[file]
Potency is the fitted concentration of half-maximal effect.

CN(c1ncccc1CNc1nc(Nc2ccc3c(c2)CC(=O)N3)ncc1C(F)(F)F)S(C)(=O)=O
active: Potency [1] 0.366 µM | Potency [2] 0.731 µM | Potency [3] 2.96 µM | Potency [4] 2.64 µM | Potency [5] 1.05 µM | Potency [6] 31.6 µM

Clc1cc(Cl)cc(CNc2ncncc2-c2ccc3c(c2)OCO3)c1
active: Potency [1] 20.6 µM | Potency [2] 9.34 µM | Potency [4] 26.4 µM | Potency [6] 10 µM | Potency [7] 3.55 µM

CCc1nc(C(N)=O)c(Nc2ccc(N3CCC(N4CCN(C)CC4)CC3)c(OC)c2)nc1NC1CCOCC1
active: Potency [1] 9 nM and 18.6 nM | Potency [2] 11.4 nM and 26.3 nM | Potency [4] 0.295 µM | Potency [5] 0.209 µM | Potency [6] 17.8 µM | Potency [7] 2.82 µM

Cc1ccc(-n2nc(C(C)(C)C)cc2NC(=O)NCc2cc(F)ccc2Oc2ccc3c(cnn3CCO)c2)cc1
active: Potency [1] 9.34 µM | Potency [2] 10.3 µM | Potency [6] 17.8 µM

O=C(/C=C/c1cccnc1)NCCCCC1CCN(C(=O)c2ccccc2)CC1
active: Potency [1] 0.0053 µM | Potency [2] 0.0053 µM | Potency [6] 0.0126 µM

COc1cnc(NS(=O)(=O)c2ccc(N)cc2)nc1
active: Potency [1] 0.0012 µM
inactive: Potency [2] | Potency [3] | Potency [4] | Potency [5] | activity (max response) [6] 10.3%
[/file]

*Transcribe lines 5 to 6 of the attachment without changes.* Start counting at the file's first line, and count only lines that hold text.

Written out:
active: Potency [1] 20.6 µM | Potency [2] 9.34 µM | Potency [4] 26.4 µM | Potency [6] 10 µM | Potency [7] 3.55 µM

CCc1nc(C(N)=O)c(Nc2ccc(N3CCC(N4CCN(C)CC4)CC3)c(OC)c2)nc1NC1CCOCC1